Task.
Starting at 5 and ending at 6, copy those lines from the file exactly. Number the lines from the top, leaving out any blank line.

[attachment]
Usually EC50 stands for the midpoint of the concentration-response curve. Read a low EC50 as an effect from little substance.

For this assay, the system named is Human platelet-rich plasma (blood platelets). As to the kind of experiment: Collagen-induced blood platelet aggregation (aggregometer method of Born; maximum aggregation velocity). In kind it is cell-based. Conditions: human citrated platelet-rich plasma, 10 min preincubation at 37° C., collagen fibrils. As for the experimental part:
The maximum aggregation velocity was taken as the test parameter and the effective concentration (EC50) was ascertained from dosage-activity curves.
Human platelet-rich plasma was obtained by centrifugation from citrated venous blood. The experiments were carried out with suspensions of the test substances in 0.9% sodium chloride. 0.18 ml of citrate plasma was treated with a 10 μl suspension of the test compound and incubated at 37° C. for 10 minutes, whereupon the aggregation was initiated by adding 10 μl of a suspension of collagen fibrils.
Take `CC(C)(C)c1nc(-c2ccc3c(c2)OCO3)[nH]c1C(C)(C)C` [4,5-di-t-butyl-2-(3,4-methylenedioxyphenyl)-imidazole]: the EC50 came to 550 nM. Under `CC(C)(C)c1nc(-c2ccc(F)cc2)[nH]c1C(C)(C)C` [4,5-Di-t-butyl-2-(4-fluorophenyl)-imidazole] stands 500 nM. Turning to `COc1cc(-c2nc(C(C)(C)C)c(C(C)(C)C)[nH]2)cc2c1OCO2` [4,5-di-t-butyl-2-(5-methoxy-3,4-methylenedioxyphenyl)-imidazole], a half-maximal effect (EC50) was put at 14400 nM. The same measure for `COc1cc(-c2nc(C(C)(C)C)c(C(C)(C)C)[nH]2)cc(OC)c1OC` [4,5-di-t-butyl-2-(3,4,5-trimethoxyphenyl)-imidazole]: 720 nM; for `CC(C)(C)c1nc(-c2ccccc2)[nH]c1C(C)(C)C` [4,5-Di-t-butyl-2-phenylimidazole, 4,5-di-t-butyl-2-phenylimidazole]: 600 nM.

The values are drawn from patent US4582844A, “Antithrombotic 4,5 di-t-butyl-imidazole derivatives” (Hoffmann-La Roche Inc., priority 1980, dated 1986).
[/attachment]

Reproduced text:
Take `CC(C)(C)c1nc(-c2ccc3c(c2)OCO3)[nH]c1C(C)(C)C` [4,5-di-t-butyl-2-(3,4-methylenedioxyphenyl)-imidazole]: the EC50 came to 550 nM. Under `CC(C)(C)c1nc(-c2ccc(F)cc2)[nH]c1C(C)(C)C` [4,5-Di-t-butyl-2-(4-fluorophenyl)-imidazole] stands 500 nM. Turning to `COc1cc(-c2nc(C(C)(C)C)c(C(C)(C)C)[nH]2)cc2c1OCO2` [4,5-di-t-butyl-2-(5-methoxy-3,4-methylenedioxyphenyl)-imidazole], a half-maximal effect (EC50) was put at 14400 nM. The same measure for `COc1cc(-c2nc(C(C)(C)C)c(C(C)(C)C)[nH]2)cc(OC)c1OC` [4,5-di-t-butyl-2-(3,4,5-trimethoxyphenyl)-imidazole]: 720 nM; for `CC(C)(C)c1nc(-c2ccccc2)[nH]c1C(C)(C)C` [4,5-Di-t-butyl-2-phenylimidazole, 4,5-di-t-butyl-2-phenylimidazole]: 600 nM.

The values are drawn from patent US4582844A, “Antithrombotic 4,5 di-t-butyl-imidazole derivatives” (Hoffmann-La Roche Inc., priority 1980, dated 1986).